Plus some other rather delicious morsels in the city of lights!
I’m going to be 40 soon, so I’ve compiled a list of 40 Things I’d Like to Do Before I Turn 40. Drinking coffee in Paris was #2 on this list. You know – a street side cafe, sunglasses, watching the passerbys passing by, that sort of thing. Just because. Recently, en route to the Food Blogger Connect conference in London (attending said conference is also on the list!), I took a detour via Paris. Five nights, four whole days, the city of lights… and me.
My only proper restaurant meal in Paris occurred at lunch time on my second full day in the city. I’d been avoiding eating in restaurants up until that time because, when I went to check the menu displayed outside the restaurants I’d so far encountered, I had no idea what it said.
My French, despite my Canadian upbringing with its mandatory French education lessons up until grade 10, is absolutely appalling. I had downloaded a ‘learn French’ app prior to my trip to France, and I was keen, but again, like I did when I was in high school, I got confused when it came to the masculine and feminine and just gave up.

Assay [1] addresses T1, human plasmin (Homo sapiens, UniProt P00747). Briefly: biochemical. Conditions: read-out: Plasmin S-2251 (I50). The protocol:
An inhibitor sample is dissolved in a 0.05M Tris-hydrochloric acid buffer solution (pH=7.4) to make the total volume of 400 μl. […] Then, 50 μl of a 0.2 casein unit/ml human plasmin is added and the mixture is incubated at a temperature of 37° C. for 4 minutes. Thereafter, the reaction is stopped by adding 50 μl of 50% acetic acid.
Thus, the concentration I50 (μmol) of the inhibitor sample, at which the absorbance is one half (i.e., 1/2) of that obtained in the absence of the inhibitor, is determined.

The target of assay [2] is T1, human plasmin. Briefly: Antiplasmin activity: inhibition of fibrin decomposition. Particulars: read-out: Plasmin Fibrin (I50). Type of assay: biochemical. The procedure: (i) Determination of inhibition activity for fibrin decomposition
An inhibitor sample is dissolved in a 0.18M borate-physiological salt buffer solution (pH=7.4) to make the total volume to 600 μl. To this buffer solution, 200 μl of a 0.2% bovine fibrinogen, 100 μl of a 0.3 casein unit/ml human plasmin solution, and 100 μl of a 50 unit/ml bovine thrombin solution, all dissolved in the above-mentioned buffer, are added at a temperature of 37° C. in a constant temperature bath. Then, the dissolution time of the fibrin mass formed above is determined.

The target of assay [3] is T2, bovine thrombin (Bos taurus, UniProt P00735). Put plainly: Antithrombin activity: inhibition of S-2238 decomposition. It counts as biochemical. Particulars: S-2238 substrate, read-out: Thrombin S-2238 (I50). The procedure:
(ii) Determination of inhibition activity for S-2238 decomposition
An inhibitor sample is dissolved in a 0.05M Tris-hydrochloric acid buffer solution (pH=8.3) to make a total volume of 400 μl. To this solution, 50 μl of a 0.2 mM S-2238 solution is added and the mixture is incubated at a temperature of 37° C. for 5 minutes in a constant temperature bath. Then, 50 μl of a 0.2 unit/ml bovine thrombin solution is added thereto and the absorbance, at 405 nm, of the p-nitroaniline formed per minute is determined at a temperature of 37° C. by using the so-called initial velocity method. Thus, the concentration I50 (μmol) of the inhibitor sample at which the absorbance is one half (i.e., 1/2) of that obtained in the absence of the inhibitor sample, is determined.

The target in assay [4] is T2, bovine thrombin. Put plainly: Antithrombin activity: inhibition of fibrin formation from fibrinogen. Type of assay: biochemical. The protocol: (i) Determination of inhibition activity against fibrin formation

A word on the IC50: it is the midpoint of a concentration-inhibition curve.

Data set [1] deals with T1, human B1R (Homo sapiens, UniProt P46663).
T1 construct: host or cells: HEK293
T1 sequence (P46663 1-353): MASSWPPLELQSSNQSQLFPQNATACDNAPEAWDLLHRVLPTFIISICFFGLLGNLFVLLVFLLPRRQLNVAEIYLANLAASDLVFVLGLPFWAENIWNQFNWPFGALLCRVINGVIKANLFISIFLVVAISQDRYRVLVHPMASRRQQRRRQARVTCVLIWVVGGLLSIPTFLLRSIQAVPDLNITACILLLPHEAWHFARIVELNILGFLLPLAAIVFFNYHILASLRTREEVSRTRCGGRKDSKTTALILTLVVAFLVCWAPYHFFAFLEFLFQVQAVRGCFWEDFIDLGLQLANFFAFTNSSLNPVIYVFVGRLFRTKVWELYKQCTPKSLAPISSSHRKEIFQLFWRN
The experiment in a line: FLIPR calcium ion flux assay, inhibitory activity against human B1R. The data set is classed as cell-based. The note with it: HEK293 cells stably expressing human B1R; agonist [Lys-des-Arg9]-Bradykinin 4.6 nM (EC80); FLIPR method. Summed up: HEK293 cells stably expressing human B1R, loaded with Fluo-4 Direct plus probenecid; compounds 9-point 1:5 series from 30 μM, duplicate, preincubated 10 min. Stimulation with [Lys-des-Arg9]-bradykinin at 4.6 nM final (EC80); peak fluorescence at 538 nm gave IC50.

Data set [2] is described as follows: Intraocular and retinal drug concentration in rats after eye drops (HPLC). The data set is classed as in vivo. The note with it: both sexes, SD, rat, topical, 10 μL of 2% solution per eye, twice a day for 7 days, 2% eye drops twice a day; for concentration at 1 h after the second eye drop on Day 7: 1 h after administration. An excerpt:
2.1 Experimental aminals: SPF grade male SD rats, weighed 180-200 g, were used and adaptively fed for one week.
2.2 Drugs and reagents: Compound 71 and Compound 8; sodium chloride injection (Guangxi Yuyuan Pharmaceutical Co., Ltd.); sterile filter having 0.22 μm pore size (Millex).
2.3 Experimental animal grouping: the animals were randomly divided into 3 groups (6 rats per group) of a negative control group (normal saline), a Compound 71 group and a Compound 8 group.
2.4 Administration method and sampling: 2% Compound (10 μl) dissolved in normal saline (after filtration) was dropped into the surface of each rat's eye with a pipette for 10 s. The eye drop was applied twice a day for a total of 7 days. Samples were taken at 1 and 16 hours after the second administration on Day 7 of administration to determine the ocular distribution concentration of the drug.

I have also never eaten by myself in a restaurant before, and I was feeling somewhat daunted by the idea, especially given that most of the restaurants I’d peeked into were packed with tourists.
58 Tour Eiffel
When I found myself at the first floor of the Eiffel Tower, feeling rather hungry from my climb (yes, I took the stairs all the way to the second floor – have to get that FitBit step count up!) and having only eaten a pain du chocolate that morning in the labyrinthe at the Jardins des Plantes, I discovered the 58 Tour Eiffel Restaurant. I convinced myself to at least have a look at the menu.
Much to my relief it was written in both French and English! Mouth watering I decided right there on the spot what I was going to have and I went in.
Despite not having made reservations, as a single customer I was quickly shown my seat – a seat with a wall to my back so I felt like a casual observer, rather than being on display, and I could see out the window next to me to the city below.